Those who voted for Death Wish coffee in the QuickBooks’ Small Business Big Game Competition reaped their rewards in the third quarter:
Butterfinger asked consumers to be bold as it showed someone leaping out of a plane riding a bull, and Doritos recognized the strategy:
The Heinz Ketchup family also had the opportunity to share its love, as USA Today shared:
The fourth quarter started with an expanded Super Bowl babies bit that showed children singing in a number of victorious cities throughout history, including Green Bay, San Francisco, New York and Seattle.
Bill Landis of Cleveland.com joked at the City of Brotherly Love's expense:
Fans got a look at what NFL legends and broadcasters Deion Sanders, Phil Simms and Howie Long have been doing when they aren't on camera, and they were lounging out in a Jublia commercial, fighting toenail fungus. Sanders apparently forgot to tell someone he was in a Super Bowl ad:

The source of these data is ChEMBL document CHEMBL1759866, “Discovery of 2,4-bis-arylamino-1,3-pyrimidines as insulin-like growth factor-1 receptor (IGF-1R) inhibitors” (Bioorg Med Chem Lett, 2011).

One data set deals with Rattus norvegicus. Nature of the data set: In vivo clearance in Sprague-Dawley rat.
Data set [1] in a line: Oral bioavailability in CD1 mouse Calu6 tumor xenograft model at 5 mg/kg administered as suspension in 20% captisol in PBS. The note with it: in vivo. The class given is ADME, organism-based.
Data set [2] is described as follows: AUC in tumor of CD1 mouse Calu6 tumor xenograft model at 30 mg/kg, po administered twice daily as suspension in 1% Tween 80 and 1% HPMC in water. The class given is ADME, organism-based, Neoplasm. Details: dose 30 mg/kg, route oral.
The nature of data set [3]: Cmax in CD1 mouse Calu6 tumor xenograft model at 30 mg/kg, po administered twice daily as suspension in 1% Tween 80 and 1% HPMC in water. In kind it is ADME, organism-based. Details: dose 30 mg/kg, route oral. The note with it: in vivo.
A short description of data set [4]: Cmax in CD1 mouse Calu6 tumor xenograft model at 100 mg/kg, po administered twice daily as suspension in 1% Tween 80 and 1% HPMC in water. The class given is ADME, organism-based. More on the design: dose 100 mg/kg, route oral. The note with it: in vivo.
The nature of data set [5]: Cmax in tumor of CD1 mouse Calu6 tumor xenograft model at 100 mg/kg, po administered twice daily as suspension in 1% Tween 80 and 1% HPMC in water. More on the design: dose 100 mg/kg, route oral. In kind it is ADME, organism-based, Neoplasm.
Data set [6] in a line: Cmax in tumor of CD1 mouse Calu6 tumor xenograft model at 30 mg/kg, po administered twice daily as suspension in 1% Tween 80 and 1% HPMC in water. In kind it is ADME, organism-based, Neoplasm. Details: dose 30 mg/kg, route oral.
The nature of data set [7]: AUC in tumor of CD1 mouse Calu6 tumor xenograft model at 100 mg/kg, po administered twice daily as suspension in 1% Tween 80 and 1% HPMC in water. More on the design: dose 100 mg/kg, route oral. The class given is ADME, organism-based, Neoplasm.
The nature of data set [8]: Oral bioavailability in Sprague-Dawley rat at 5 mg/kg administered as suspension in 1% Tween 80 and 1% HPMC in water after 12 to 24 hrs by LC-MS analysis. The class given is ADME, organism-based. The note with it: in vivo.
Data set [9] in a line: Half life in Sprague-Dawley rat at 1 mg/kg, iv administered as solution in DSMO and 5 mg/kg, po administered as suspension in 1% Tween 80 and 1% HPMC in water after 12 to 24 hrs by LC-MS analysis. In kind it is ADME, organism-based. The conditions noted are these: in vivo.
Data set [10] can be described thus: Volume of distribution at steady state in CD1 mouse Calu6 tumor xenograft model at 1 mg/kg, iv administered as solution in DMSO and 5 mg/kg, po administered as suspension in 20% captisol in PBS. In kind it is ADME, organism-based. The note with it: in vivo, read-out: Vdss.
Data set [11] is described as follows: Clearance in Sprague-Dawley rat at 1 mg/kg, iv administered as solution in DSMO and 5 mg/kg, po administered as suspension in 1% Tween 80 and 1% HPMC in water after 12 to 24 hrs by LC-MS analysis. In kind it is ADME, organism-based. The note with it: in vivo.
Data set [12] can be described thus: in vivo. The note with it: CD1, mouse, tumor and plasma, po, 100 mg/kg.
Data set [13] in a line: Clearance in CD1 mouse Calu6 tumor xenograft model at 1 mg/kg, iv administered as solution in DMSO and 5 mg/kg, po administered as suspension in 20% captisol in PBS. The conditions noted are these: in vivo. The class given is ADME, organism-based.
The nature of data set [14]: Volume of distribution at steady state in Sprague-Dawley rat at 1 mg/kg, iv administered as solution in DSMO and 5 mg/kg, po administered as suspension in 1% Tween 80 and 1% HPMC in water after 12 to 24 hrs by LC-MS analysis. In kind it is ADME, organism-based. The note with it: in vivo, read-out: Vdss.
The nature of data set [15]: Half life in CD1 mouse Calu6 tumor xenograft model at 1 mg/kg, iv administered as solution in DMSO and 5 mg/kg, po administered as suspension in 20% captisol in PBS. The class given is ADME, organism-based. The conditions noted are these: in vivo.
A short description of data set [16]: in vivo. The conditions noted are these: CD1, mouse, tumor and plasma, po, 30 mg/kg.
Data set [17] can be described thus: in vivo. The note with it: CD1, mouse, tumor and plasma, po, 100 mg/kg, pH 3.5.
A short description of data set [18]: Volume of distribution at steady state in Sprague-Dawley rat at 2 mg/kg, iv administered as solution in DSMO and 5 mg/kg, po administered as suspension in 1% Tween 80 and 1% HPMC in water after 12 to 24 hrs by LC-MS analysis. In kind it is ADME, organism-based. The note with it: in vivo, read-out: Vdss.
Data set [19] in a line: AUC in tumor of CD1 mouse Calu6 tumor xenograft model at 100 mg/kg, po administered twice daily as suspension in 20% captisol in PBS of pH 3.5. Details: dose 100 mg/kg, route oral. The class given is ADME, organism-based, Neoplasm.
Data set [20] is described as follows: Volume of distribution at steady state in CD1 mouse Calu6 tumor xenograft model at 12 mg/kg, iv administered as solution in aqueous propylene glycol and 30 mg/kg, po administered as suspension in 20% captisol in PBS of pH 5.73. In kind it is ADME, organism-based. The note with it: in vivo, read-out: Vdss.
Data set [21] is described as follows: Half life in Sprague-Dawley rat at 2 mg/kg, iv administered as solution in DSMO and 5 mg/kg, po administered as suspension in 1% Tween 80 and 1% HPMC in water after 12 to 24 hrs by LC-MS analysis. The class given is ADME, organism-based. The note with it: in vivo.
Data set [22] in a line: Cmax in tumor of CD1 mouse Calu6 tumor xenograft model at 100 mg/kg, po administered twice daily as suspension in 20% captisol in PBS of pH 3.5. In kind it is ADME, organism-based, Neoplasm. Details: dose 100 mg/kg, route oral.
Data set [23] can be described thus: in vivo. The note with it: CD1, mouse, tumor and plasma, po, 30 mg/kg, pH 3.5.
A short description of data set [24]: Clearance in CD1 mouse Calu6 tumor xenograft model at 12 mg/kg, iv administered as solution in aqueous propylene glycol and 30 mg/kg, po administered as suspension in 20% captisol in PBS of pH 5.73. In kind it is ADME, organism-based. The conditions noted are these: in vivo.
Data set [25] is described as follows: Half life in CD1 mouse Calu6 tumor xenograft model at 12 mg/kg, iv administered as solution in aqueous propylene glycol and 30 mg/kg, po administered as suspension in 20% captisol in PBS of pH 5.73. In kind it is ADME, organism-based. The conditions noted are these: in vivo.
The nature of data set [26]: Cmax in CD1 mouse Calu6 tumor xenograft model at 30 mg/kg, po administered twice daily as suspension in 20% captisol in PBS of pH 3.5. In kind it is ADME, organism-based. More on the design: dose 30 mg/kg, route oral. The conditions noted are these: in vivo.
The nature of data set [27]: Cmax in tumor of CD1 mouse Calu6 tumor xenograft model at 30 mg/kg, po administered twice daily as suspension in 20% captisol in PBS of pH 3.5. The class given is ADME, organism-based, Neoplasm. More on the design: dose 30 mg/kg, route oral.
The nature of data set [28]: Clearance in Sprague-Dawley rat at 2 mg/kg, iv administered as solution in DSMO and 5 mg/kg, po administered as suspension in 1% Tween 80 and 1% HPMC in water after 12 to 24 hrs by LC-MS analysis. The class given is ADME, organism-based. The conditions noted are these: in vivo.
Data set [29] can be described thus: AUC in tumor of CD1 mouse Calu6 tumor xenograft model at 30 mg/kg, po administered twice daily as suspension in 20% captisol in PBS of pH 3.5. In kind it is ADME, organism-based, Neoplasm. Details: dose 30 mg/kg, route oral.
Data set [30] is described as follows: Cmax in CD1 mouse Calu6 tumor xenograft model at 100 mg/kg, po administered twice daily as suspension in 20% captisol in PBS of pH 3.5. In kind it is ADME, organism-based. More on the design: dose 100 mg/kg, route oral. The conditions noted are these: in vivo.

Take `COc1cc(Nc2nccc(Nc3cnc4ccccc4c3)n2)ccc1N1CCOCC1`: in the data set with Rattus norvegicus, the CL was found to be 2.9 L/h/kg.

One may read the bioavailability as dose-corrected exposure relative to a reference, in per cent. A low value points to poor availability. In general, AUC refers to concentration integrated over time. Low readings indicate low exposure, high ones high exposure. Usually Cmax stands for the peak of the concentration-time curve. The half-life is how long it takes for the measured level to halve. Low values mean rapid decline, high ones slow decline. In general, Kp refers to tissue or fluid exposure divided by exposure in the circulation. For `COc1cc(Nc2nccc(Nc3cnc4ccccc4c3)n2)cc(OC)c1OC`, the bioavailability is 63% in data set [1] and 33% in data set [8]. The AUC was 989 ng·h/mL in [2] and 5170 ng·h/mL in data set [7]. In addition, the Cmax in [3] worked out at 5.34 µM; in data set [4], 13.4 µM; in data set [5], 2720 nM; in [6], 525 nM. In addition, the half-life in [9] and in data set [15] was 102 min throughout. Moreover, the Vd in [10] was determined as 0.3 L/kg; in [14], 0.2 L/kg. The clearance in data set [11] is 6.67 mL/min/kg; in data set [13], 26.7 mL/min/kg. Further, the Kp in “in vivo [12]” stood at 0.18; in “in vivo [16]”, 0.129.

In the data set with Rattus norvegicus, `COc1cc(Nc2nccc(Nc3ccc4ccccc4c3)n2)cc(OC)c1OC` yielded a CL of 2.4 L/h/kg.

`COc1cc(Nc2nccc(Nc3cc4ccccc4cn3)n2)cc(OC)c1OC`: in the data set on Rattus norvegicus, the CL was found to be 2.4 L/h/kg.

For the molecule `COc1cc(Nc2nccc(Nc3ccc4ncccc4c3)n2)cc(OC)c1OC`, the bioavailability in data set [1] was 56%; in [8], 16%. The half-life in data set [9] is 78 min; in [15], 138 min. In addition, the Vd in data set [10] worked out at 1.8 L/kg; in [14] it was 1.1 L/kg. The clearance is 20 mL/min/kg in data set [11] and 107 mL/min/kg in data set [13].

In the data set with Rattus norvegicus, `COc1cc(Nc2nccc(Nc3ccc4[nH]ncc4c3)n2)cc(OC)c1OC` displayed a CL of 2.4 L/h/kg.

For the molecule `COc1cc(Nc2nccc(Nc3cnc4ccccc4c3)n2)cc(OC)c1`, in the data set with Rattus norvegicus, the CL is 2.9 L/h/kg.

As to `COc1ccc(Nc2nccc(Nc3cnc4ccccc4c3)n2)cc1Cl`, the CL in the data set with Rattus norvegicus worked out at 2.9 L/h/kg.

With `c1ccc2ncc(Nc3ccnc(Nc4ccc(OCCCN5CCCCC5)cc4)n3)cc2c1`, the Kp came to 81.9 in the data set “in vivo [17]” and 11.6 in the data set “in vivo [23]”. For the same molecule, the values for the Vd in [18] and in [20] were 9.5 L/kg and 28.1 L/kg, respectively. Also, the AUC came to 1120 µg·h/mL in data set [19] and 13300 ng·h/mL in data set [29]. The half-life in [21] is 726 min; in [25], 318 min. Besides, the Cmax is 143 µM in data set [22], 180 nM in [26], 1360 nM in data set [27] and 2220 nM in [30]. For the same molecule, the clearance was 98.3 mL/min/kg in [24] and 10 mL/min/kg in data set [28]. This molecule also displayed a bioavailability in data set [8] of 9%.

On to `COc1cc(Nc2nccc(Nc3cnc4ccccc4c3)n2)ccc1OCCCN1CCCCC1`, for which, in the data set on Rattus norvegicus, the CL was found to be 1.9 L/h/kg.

Christopher Walken lent his classic cadence to Kia in a spot comparing the car to socks:
T-Mobile, which already featured Harvey in an earlier bit, riffed on Drake's song "Hotline Bling":
Mike Prada of SB Nation supported T-Mobile's efforts:
With the game drawing to a close, Helen Mirren urged spectators not to drink and drive like only she could. Budweiser shared the message:
The Super Bowl is also a hot spot for movie trailers, and Sunday's commercial breaks featured a number of them.
The Jungle Book also brought back an old classic:
Hopefully football fans didn't get their fill of revamped franchises, because there was also a trailer for a new X-Men movie:
It wasn't just sequels that stole the spotlight Sunday. The Secret Life of Pets sneaked its trailer in during the fourth quarter:
While a number of companies stole headlines Sunday with humorous, entertaining and celebrity-filled advertisements, Manning and the Broncos emerged with a Super Bowl title and will likely head to Disney World in traditional fashion.
That in and of itself is a commercial for the Happiest Place on Earth.